Hereditary nonpolyposis colorectal cancer（HNPCC） is a familial cancer of the autosomal dominant inheritance form. Since complications of endometrial cancers develop at a high frequency in HNPCC patients, it has become known that part of endometrial cancers are HNPCC-related familial cancers. It has also been suggested that ovarian cancers and breast cancers, in addition to endometrial cancers, are related to HNPCC. HNPCC-associated endometrial cancers appear to have unique characteristics biologically and clinico- pathologically, but the exact nature is unknown. There is an urgent need for gynecologists to undertake a nationwide analysis with correct knowledge and detailed research about family history.
Hereditary nonpolyposis colorectal cancer（HNPCC） is a syndrome in which several cancers are involved in the colon, rectum, endometrium, small bowel, and ureter and renal pelvis. Although new genetic technologies are attempting to grasp HNPCC with regard to genes, HNPCC still has unclear features from genetico- and clinico-epidemiological points of view. In order to investigate the unclear points of HNPCC, the HNPCC registry and genetic testing project has been implemented from September 2002, by the Japanese Society for Cancer of the Colon and Rectum （JSCCR）. This project is the largest one since the ethical guidelines for human genomic research were established by governmental ministries in 2000. In this paper, we present an introduction to the project, which includes detection of HNPCC, registration, genetic testing and follow-up. In the future, the project would benefit by collaborating with associations and study groups related to HNPCC care in order to make a consortium dealing with all matters related with HNPCC, from medical issues to social issues. Such comprehensive approaches would lead to better medical services for HNPCC patients and their families.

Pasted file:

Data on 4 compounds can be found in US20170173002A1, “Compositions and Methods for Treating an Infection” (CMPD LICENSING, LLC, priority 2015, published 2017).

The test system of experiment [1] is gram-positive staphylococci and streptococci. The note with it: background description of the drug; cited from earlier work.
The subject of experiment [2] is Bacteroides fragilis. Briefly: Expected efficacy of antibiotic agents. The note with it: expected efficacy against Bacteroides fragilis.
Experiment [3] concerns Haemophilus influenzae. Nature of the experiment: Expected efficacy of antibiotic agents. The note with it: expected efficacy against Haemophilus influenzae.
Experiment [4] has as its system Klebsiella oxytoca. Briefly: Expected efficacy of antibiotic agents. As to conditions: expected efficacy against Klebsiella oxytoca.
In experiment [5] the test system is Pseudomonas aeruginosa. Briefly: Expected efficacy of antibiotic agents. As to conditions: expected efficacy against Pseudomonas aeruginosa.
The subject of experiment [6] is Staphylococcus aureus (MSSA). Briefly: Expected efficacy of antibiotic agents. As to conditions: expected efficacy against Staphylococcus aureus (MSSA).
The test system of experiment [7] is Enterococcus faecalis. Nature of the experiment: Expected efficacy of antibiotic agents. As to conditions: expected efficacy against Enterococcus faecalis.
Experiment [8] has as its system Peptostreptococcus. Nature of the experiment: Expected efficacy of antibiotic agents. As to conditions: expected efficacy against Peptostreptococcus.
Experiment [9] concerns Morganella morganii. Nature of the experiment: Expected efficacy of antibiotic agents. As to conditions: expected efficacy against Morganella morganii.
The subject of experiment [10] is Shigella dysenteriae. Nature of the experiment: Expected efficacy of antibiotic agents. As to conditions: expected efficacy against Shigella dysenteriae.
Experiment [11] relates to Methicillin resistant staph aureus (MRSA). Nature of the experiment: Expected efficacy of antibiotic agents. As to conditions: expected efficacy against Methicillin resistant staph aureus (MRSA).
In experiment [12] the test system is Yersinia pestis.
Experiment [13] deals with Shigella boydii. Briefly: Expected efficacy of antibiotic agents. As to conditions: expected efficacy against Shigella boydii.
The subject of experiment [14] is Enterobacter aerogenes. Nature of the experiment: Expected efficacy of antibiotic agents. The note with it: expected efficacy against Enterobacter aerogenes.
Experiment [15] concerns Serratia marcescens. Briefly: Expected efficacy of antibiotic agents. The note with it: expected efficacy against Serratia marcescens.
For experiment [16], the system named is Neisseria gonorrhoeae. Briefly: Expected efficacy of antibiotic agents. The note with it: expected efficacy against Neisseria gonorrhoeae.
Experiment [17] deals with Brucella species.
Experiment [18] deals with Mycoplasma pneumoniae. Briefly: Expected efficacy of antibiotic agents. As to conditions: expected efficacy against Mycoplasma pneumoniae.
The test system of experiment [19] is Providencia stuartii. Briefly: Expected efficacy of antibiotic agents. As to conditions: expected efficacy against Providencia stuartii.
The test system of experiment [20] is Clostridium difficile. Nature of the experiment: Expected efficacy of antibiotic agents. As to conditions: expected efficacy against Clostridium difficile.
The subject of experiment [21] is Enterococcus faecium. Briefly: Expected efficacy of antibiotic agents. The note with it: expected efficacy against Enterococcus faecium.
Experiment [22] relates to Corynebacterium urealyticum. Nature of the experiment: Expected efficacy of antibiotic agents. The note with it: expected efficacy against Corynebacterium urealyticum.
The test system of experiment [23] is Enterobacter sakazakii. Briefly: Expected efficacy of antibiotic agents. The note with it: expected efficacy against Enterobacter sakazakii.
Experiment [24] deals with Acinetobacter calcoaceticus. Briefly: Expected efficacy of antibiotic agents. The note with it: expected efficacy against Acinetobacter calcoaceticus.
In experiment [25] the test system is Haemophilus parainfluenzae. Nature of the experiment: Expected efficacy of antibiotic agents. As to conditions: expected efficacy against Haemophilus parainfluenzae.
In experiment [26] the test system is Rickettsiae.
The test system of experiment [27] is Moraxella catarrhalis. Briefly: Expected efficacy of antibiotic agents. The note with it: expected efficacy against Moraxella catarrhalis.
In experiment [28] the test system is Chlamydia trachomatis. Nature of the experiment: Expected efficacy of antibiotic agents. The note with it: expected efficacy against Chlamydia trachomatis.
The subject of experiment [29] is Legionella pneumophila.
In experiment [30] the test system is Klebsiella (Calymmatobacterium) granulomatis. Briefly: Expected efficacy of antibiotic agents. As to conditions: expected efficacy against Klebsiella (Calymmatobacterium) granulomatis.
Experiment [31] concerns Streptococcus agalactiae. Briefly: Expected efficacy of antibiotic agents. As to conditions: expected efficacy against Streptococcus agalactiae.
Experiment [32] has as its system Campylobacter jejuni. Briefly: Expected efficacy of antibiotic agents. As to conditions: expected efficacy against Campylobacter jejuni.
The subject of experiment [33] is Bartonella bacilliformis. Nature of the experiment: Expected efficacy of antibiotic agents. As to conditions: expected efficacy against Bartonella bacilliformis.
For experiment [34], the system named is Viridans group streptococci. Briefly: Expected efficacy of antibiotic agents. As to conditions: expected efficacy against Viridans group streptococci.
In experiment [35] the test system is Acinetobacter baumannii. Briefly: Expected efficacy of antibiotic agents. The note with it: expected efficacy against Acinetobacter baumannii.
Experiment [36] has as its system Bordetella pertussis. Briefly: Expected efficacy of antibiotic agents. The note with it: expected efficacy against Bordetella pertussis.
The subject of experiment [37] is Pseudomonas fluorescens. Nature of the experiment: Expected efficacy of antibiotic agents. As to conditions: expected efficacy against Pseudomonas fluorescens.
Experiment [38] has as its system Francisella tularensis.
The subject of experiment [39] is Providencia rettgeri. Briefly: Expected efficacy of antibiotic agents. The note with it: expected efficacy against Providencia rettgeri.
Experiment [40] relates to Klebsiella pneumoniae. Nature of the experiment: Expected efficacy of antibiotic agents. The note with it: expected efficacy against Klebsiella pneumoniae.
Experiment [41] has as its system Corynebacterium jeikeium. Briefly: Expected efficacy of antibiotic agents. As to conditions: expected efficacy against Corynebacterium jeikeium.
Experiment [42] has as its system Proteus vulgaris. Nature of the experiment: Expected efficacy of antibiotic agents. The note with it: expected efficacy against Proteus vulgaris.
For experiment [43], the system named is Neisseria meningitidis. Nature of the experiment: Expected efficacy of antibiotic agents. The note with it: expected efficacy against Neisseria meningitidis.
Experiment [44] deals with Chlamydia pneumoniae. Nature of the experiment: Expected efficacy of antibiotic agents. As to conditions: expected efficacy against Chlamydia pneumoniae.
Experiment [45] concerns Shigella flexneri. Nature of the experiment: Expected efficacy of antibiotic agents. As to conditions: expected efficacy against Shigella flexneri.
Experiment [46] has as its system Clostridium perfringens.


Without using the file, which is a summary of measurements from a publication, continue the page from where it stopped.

To find fresh mutations in HNPCC cases, synchronous multiple colorectal cancers were examined. We selected thirty-one lesions in 19 cases of synchronous multiple colorectal cancers. Findings of MSI-High were detected in 6 of the 19 cases （31.6％）and 11 of the 31 lesions（35.5％）. The MSI-positive findings（MSI-H or MSI-L） were detected in 16 of the 19 cases（84.2％） and 26 of the 31 lesions（83.9％）. Fifteen of the 31 lesions（48.4％）showed negative stainings for MLH1 and/or MSH2 antigen, using immunhistochemical methods. Nine of the 11 lesions（81.8％）indeed showed negative immunostaining for MLH1 and/or MSH2 antigen. The results of the MSI status and expression of MLH1 and MSH2 agreed between different plural tumors in the same case. Moreover, the correlation between MSI-High and inactivation of MLH1 and MSH2 was recognized. These results suggest that MSI and immunohistochemical studies with antibodies of MLH1 and MSH2 are useful methods to find new HNPCC-patients who are not consistent with the criteria for HNPCC.
Human homologues of the bacterial DNA mismatch repair genes, hMLH1 and hMSH2, assigned on chromosome 3p21-23 and 2p21-22 are involved in hereditary nonpolyposis colorectal cancer （HNPCC）. HNPCC is most frequently caused by germline mutations in the DNA mismatch repair gene hMLH1 or hMSH2. Loss of the wild-type allele results in a mutator phenotype and accelerating tumorigenesis, which especially cause carcinomas in the gastrointestional and genitourinary tracts. We examined germline mutations of mismatch repair genes, hMLH1 and hMSH2., in a patient with multiple primary neoplasms （multiple stomach cancer, colon cancer and brain tumor）. In screening by long RT-PCR from the RNA, we found skipping of exon 2 in hMLH1. The analysis of the genomic DNA showed a GT delation in the splice-donor site of exon 2, which is compatible with the splicing variant detected by long RT-PCR analysis. This is a novel germline mutation that has not been reported previously. We attempted to define the syndrome as a part of HNPCC.